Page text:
Sonequa Martin-Green on Why Representation Matters in Star Trek

One of Star Trek’s lasting legacies is as a progressive voice for underrepresented groups on screen, in films and television. Now Sonequa Martin-Green, star of Discovery, has offered one of the best takes yet why representation on screen matters, particularly to Star Trek.

Comicbook.com brings us an interview that Martin-Green did recently with StarTrek.com at the Paley Center’s Discovery exhibit, “Fight for the Future”. In the interview, she discusses why Star Trek storytelling is like a campfire, and she also discusses her time as a student at the University of Alabama.

But a big part of the interview was Martin-Green’s views on Star Trek’s legacy of diversity. She said, “There have been many times over the course of this series where I have talked about all the versions of diversity we have on our show. We’re certainly trying to forward the legacy, trying to be a mirror to society today, which is what every iteration has done.”

She pays special attention to how important representation is, in particular. She said, “Representation leads to actualization. It just does. You do what you see. You have to see something in order to do it, and I feel the fact that I’m in this position, the fact that God put me in this position to show [people] what’s possible is so important to me because this character is a genius. That’s something that it's important to see black women being. And also someone that is integral to the common goal, and also someone that’s so sacrificial at the same time.  So I feel like seeing disenfranchised groups be smart, useful, and sacrificial, its huge. It's huge.”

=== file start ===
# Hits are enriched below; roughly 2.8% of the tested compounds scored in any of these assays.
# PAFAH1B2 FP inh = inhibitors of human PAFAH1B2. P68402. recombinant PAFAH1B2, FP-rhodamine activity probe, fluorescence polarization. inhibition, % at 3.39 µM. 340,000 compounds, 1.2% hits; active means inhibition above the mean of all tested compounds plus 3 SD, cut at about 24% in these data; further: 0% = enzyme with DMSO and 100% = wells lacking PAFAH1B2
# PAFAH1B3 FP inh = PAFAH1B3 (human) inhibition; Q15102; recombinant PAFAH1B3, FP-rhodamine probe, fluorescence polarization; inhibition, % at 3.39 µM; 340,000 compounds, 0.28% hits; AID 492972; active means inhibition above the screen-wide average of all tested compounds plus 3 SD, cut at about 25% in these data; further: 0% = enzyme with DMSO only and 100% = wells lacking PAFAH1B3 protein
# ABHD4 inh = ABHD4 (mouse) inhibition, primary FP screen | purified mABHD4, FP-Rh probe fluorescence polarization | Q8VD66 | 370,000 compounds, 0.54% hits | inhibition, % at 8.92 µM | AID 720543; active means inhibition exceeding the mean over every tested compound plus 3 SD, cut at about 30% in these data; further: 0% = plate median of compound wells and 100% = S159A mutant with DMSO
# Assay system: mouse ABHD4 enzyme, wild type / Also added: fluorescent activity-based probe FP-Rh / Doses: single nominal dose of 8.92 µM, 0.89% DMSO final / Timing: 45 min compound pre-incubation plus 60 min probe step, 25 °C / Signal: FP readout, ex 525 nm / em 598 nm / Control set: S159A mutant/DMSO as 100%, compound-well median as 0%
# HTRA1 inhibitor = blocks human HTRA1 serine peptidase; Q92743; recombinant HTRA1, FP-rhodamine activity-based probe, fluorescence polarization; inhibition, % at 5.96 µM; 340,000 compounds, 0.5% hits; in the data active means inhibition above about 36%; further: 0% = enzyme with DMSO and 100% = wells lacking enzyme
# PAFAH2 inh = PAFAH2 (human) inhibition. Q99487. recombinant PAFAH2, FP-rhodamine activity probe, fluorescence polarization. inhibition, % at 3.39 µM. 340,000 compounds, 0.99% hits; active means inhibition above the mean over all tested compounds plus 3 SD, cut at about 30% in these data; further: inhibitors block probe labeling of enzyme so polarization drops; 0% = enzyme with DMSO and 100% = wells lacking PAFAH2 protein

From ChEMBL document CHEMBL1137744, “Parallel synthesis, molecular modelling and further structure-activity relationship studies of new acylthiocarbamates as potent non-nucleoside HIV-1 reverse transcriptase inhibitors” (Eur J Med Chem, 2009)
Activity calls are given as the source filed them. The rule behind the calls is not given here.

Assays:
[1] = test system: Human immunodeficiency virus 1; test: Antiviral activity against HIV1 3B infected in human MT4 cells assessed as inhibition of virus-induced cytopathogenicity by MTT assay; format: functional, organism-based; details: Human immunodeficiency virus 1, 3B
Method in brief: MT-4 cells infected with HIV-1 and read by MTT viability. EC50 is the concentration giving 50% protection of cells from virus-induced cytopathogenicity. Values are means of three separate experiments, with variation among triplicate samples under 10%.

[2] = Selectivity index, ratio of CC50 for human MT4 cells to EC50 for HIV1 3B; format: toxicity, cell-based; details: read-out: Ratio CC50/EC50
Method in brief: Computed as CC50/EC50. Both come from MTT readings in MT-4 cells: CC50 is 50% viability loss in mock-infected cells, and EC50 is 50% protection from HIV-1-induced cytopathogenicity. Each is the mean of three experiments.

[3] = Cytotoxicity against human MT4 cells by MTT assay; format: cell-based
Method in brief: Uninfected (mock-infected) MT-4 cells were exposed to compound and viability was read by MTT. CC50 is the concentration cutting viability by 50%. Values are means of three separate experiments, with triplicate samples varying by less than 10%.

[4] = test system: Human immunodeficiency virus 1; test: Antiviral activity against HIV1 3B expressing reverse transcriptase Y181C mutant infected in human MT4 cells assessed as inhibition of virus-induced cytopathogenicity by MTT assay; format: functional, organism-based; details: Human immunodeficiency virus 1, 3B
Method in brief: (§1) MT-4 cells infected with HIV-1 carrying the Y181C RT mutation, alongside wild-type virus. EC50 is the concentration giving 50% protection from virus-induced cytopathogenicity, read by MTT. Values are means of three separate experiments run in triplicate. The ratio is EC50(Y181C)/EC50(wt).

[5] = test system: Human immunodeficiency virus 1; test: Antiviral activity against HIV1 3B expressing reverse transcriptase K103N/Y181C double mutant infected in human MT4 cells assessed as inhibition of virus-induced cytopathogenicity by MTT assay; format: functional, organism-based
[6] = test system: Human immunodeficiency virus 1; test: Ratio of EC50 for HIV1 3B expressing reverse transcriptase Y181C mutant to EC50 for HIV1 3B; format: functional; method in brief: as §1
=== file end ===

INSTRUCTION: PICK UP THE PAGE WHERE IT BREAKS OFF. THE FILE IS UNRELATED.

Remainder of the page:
Comicbook.com points out that her comments are similar to what LeVar Burton - The Next Generation’s Geordi LaForge - has said of his time on Star Trek: “Star Trek was one of the very few representations of the future I encountered as a kid where people who looked like me were represented. So in an era in America where it was rare to see black people on TV except on the nightly news [...] Star Trek was huge.”

Alison Pitt